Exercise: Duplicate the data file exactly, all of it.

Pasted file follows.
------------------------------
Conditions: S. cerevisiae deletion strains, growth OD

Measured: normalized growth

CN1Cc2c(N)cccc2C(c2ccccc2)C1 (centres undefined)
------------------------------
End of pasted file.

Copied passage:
Conditions: S. cerevisiae deletion strains, growth OD

Measured: normalized growth

CN1Cc2c(N)cccc2C(c2ccccc2)C1 (centres undefined)